everything will be just fine. The problem is such campaigns are
very costly, and generally ineffective in our cynical world. Those
who feel the process is a waste of time will probably continue to
think that way, and those who feel the process is a threat to their
position, job security, or prestige will proactively poison others
and actively oppose it. So what can the organization do?
It's All About the Money
The main goal is to create a mechanism by which the IT
budget per BU (probably above a certain size; small units will be
associated with larger ones) will be defined for each year (or, in
some cases, for multiple years at a time) in accordance to its
perceived contribution to the realization of the organizational
goals or based on size (depends on business strategy). For
instance, let's assume the organization is willing to invest $200
million in IT during 2011. And let's also assume the business goal
is to increase profit (for simplicity, we'll consider only one
goal, though it's obvious organizations have more). Now, in our
imaginary organization, the CEO allocates the IT budget in the way
Table 2 Illustrates.
There are, of course, other ways to allocate the IT
budget; for instance, allocating a certain percentage from the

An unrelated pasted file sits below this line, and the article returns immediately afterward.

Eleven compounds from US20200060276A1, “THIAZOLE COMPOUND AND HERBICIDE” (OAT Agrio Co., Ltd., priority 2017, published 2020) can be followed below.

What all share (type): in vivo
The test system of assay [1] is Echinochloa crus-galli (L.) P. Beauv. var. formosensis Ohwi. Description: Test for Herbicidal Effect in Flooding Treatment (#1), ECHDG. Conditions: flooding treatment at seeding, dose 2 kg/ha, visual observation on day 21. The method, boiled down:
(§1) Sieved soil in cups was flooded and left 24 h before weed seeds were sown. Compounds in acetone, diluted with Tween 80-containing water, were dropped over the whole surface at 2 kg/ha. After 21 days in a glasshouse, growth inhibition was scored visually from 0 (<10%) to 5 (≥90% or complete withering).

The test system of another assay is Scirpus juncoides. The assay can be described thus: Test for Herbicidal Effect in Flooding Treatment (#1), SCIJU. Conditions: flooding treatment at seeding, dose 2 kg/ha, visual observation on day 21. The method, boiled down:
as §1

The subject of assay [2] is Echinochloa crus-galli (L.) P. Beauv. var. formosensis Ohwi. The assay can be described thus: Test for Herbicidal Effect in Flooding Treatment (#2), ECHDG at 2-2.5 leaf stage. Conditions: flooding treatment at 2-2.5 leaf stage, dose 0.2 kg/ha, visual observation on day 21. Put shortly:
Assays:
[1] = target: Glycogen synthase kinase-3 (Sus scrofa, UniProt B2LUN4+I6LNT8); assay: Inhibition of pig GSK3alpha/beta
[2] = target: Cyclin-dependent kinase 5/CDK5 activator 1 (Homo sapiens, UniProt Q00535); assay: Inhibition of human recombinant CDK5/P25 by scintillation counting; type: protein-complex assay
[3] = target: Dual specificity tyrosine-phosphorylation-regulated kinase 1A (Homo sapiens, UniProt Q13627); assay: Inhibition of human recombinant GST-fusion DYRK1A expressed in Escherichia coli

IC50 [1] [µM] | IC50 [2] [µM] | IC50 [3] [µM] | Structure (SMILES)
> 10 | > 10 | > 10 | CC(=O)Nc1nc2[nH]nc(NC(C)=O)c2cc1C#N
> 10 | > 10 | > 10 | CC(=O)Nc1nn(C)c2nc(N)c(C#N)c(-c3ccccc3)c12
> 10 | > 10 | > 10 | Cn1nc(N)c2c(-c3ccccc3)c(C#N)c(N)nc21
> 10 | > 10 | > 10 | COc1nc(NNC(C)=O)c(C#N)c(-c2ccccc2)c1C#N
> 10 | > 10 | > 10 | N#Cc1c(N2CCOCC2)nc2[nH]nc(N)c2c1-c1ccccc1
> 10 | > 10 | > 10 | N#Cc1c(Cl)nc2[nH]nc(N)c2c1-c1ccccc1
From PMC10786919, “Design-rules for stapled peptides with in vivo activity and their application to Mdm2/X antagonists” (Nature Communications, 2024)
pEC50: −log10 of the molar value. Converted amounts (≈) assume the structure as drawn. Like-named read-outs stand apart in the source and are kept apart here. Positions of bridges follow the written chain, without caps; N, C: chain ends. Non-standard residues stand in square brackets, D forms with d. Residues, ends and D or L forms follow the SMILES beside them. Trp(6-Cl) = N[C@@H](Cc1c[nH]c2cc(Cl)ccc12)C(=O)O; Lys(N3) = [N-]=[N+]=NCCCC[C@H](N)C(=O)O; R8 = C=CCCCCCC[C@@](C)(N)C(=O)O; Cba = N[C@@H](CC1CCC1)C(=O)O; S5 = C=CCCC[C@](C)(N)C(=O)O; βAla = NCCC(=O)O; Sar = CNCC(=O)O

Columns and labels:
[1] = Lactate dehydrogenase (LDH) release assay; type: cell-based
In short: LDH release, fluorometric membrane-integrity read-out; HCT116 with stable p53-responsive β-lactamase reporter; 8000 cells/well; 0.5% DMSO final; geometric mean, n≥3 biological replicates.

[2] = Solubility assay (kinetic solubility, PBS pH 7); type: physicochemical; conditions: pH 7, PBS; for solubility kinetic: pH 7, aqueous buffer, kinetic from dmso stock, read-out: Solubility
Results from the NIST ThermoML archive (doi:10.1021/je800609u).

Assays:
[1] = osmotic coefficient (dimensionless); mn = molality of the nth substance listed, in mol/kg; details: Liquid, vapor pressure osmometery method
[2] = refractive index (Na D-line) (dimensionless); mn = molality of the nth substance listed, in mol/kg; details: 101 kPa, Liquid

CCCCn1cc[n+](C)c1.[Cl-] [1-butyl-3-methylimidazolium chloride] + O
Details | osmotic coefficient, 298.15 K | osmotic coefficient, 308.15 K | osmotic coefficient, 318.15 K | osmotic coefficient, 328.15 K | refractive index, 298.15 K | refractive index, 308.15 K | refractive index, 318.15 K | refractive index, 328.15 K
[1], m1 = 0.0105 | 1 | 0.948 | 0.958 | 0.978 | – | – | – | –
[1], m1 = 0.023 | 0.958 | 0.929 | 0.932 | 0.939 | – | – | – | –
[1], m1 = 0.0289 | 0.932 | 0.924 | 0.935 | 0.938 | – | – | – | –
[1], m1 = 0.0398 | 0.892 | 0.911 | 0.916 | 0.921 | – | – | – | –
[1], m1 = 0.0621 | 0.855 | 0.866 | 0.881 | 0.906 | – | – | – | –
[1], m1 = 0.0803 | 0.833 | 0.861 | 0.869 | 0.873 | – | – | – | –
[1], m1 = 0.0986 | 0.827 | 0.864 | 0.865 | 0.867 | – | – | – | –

total budget of every BU to IT. But in the end, what we want to end
up with is each BU devoting a certain sum to IT expenses and
investments. The decision should be made by the CEO, not the CIO or
the BU, and it should reflect BU size (i.e., the number of people
in the BU that should benefit from IT services) and the priority
level, in terms of IT, toward the realization of organizational
goals. Following the same example,
Table 3 is a good visualization.
Table 2 - Sample IT Budget
Business Unit IT Budget
Table 3 - Sample IT Budget vs. Business Unit Size
and Priority Level to Organizational Goals
Business Unit Size Effect on
HR/Admin 100 IPs Low $10M
Operations 400 IPs Medium $35M
Marketing 200 IPs Critical $85M
Sales 180 IPs Very High $70M
Once the budget is allocated, some ground rules should
- The IT budget is managed by the BU through a BTM
referent answering to both the BU and the BTM
- The IT budget can only be spent internally (so that no
mandate to seek solutions with external IT
will be granted).
- Investment making is subjected to IT policy and can
be vetoed by IT. The veto decision can be revoked
only by a defined senior-level manager accepted by
all (preferably the CEO or CFO).
- Out of the BU budget, a certain percentage
(normally decided according to BU size) is